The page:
Draper, after all, had been one of the Americans whose wine prevailed in the notorious Judgement of Paris, a 1976 blind tasting where a panel of mostly French judges preferred a California cabernet to first- and second-growth Bordeaux. Those West Coast reds tasted little like the ones at the Marriott—they were much lower in alcohol, less bombastic and oaky, more balanced, and aged better. To find out what had happened in the intervening years I called Warren Winiarski, whose Stag’s Leap Wine Cellars 1973 cabernet was chosen as the top wine in Paris. “In winemaking I’ve always believed in the three R’s,” Winiarski told me. “Richness, ripeness and restraint. These days, the last of these has gone missing in California. When you allow grapes to become overripe it makes the differences between the wines insignificant.” Winiarski has sold Stag’s Leap and the new proprietors make cabernet in a style that’s trailing further away from any traditional notion of restraint. His historic trouncing of French is viewed widely in California as a confirmation of the majesty of local wines, even though most of them no longer resemble his own. Talking about the current wine scene seemed to elicit caution and melancholy in Winiarski. “Why don’t you call Paul Draper?” he said.
To Draper I related what more than a few California winemakers have told me: that the climate, especially in Napa and Sonoma, is too hot to make moderate-alcohol wines with good acidity, and that fermentations have to be strictly controlled with laboratory-sourced yeasts and lots of sulfur dioxide, an additive that kills bacteria in the fermenting juice. “Nonsense,” Draper shot back. “All of them used to make balanced wine. It’s not rocket science. You simply pick earlier.” Draper told me that he picks grapes before anyone else in Sonoma’s Dry Creek Valley, that he works with indigenous yeasts and only tiny amounts of sulfur, and that his vineyards are a few years away from being certified organic. But he saved his ire for the winemaking practices that he sees around him. “What goes on in vineyards is benign compared to what goes on in wineries. You wouldn’t believe the devices and chemicals we’re offered.” Then he enumerated a panoply of laboratory products and processes, an arsenal used to wage high-tech warfare on simple grapes: micro-oxygenation, used to zap tannins out of wines, an additive called Mega Purple to sweeten and thicken them, a compound Draper referred to as the “death star” that kills the Brettanomyces yeast, and so on. Winemakers use these widely though few will admit to it. The resulting pinots and cabernets are completely stripped of the living substances that give wine complexity and character. “They taste like they could come from anywhere,” Draper said, “they are dead.” Like gin, they are made year-to-year in an unchanging style designed to get 90-plus scores from critics and appeal to wine drinkers looking for powerful, thick wines meant to be drunk by themselves, because they tend to overwhelm the flavors of food. “The saddest thing,” Draper added, “is that many winemakers here now think of these overripe, sterilized wines as the California terroir, as the unique commodity they have to offer to the world.”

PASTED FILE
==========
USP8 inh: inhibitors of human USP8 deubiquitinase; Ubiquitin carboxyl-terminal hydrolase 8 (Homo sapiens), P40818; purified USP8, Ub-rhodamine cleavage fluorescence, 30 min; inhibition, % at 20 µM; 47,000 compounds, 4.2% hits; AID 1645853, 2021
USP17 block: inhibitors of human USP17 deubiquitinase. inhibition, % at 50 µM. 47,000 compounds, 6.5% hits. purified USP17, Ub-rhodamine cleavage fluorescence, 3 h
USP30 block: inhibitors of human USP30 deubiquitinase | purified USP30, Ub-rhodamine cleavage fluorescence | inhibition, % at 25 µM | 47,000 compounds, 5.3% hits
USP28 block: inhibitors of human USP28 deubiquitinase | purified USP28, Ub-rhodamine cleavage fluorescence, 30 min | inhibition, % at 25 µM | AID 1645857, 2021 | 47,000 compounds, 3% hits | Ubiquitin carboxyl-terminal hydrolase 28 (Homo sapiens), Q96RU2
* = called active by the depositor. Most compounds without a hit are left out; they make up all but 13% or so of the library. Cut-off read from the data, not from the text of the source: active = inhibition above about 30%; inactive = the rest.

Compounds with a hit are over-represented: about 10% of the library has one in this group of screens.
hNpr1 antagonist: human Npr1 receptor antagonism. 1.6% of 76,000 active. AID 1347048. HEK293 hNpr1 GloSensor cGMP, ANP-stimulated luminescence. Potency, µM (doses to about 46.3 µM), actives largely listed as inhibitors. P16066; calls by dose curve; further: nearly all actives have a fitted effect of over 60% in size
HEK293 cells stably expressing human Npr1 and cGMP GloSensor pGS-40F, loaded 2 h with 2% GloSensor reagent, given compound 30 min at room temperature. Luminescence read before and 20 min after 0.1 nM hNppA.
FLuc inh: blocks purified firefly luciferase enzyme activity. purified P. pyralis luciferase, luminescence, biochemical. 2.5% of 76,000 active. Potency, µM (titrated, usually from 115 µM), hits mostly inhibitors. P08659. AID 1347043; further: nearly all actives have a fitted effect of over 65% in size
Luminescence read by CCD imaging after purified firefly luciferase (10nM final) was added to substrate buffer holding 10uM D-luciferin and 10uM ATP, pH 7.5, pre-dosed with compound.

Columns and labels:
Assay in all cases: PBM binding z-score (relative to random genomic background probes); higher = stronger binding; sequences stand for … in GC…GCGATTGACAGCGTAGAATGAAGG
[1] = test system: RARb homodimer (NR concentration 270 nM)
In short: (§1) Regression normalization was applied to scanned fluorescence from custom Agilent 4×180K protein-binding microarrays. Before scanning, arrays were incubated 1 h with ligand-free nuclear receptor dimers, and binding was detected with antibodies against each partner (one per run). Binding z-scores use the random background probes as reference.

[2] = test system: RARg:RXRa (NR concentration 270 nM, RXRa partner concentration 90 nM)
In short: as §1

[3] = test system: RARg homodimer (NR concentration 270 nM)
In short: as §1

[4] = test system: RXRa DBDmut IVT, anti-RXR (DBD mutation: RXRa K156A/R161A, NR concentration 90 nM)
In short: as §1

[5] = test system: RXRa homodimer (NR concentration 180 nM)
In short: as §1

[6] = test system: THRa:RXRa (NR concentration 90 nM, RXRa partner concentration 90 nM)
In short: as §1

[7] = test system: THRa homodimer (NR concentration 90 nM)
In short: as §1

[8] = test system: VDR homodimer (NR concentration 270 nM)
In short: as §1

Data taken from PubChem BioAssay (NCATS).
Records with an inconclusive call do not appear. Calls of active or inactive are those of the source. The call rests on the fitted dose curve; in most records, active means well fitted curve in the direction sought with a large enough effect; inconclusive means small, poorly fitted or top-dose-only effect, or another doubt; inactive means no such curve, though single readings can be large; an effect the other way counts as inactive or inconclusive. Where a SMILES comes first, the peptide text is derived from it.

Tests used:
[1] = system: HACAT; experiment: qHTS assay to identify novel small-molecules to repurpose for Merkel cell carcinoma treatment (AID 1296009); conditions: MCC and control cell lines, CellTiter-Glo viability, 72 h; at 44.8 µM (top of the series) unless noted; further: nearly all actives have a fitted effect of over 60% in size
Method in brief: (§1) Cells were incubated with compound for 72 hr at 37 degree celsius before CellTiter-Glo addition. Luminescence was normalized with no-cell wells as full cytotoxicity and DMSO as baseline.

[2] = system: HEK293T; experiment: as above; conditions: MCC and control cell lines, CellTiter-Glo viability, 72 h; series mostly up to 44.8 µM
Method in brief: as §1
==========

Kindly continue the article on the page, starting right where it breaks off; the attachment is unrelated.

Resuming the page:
Jancis Robinson has written that more than ninety percent of the world’s wines are industrial. That’s a term usually identified with $8 reds from Chile, and it’s sobering to consider that California is now in the business of making industrial wines that cost as much as a night in a four-star hotel. “Consensus wines,” Draper called them. It made me think of California’s other boom industry. Users of the Internet Movie Database have voted The Shawshank Redemption the greatest film of all time. The Shawshank Redemption has everything—A-list stars, seven Oscar nominations, huge box office returns. It’s a perfect studio movie, a triumph of sound business practices, of giving the public what it wants, of consensus filmmaking. That it isn’t actually any good hardly rates as a problem. There are winemakers in California making natural, delicious, even important wines, and their numbers are growing—more about them later. For the moment, many are still content to launch one Shawshank Redemption after another down the assembly line toward your glass.